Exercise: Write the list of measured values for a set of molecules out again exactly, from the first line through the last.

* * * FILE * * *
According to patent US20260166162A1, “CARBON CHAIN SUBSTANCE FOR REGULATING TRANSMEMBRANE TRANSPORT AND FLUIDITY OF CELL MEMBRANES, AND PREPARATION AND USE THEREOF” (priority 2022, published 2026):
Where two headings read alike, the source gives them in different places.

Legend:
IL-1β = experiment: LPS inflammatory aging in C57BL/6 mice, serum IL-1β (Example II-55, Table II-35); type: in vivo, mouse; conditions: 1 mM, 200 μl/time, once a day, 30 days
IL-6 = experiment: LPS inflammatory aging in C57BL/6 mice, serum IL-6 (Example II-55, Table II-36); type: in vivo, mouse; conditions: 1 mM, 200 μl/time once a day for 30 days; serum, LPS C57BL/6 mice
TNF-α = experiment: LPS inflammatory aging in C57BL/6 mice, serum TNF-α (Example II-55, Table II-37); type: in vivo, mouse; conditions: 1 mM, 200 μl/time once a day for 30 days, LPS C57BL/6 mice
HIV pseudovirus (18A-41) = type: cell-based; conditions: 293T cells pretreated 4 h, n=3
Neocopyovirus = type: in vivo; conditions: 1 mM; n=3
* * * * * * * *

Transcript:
According to patent US20260166162A1, “CARBON CHAIN SUBSTANCE FOR REGULATING TRANSMEMBRANE TRANSPORT AND FLUIDITY OF CELL MEMBRANES, AND PREPARATION AND USE THEREOF” (priority 2022, published 2026):
Where two headings read alike, the source gives them in different places.

Legend:
IL-1β = experiment: LPS inflammatory aging in C57BL/6 mice, serum IL-1β (Example II-55, Table II-35); type: in vivo, mouse; conditions: 1 mM, 200 μl/time, once a day, 30 days
IL-6 = experiment: LPS inflammatory aging in C57BL/6 mice, serum IL-6 (Example II-55, Table II-36); type: in vivo, mouse; conditions: 1 mM, 200 μl/time once a day for 30 days; serum, LPS C57BL/6 mice
TNF-α = experiment: LPS inflammatory aging in C57BL/6 mice, serum TNF-α (Example II-55, Table II-37); type: in vivo, mouse; conditions: 1 mM, 200 μl/time once a day for 30 days, LPS C57BL/6 mice
HIV pseudovirus (18A-41) = type: cell-based; conditions: 293T cells pretreated 4 h, n=3
Neocopyovirus = type: in vivo; conditions: 1 mM; n=3